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7 Things to Know About Being an Independent Truck Driver

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For many truckers, the phrase “independent truck driver” means freedom. There is no denying that being your own boss and having control over your schedule are powerful reasons to get into independent trucking. But you’ll also be an independent contractor. Truck driver contractors need to be good at business and driving since they are responsible for all their business operations, too. Here are some things you should know.

What is an independent truck driver?

Independent truckers are in the same general family as owner-operators or lease contractors, but there are some important differences. Unlike a lease contractor, you’ll buy or lease your vehicle from a third party rather than the carrier you contract with. But unlike an owner-operator, you won’t operate under your own DOT authority. In most cases, you won’t need to worry about fuel taxes, permits, or load insurance, since those are typically handled by the carrier.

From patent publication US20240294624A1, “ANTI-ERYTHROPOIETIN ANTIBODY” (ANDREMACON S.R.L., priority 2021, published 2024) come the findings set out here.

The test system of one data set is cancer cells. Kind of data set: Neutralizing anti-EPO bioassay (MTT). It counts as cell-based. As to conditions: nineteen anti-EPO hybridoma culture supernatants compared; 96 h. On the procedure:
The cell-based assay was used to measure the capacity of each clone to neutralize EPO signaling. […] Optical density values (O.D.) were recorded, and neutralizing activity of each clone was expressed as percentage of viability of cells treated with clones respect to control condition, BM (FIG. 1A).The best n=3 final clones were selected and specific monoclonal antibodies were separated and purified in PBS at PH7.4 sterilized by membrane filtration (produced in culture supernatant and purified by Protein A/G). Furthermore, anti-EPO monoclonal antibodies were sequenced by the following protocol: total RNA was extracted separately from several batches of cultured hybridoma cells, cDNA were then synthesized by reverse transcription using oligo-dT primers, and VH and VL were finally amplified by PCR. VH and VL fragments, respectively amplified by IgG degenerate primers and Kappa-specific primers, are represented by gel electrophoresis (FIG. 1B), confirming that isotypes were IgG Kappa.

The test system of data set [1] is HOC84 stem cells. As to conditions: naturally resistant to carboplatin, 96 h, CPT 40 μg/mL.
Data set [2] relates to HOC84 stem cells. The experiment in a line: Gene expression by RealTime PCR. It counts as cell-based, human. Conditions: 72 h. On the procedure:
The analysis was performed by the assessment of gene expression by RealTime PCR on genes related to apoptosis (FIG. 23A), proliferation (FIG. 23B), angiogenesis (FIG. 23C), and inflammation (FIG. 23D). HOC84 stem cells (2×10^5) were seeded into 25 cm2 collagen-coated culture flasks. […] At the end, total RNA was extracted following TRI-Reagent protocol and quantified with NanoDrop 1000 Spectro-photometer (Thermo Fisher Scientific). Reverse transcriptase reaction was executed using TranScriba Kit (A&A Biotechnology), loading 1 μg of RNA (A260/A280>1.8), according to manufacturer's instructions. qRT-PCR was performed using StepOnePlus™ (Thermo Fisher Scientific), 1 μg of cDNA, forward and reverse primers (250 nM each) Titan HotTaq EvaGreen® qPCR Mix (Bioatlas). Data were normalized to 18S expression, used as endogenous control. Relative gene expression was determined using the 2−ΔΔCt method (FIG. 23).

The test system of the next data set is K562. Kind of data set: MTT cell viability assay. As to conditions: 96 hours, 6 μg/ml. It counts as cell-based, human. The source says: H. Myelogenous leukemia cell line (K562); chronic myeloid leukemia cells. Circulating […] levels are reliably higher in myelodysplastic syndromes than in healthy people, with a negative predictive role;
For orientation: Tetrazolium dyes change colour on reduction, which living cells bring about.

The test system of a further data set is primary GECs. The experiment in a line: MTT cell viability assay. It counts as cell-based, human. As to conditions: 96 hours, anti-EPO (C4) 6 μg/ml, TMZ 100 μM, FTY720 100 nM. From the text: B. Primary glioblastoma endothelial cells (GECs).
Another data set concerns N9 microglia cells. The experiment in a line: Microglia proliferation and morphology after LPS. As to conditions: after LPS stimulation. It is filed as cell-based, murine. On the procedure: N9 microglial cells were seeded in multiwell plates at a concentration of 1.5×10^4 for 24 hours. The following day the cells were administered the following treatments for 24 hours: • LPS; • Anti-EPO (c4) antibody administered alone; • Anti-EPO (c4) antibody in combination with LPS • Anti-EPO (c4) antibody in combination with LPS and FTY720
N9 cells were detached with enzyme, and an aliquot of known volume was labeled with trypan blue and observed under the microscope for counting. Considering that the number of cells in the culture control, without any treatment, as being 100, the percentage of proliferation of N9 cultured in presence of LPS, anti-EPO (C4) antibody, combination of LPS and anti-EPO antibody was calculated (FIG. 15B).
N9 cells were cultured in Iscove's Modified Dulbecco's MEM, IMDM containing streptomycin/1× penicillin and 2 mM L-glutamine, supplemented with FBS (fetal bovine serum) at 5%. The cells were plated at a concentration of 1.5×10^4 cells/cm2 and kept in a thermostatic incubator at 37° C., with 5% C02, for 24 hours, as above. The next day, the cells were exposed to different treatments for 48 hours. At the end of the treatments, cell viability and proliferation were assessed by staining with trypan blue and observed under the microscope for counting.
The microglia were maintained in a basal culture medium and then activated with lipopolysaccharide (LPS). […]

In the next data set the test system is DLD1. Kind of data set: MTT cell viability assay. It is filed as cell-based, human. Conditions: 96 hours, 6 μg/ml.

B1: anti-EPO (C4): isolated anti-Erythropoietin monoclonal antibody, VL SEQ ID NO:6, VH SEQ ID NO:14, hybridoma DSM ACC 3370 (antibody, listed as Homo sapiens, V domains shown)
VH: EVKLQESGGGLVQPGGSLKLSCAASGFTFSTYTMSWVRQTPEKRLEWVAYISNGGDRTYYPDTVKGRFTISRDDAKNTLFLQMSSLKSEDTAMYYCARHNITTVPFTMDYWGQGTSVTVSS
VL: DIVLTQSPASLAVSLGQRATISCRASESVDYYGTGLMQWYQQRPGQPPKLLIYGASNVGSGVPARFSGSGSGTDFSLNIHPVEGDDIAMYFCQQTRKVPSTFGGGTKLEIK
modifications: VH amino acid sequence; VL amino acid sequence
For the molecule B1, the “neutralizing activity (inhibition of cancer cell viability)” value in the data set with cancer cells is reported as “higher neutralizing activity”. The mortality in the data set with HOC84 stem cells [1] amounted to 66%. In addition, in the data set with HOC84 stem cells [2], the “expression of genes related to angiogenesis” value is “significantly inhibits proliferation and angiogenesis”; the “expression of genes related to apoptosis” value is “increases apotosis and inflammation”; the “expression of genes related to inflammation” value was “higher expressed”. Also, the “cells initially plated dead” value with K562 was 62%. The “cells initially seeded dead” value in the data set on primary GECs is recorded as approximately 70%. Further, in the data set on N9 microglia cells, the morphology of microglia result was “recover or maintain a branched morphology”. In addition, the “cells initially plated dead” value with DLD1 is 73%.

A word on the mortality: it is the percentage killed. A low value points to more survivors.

As an independent truck driver, you will contract with one or more trucking companies or owner-operators under their DOT authority. You will generally have the freedom to choose your loads and manage your own time. You’ll also be responsible for running your own business.

What’s the difference between being an independent truck driver and an employee?

While independent truckers are somewhat similar to owner-operators and lease contractors, they are worlds apart from employee drivers. Company drivers are employees of a specific carrier. They drive a company truck, take the loads they are assigned, and get paid either by the mile or by the hour. The company typically manages expenses like fuel and maintenance, and many carriers guarantee a minimum weekly salary. It can be a great choice for drivers with specific needs, such as a family at home that relies on a certain amount of money each week. But employees tend to make less money and have less control over their schedules than independent truck drivers.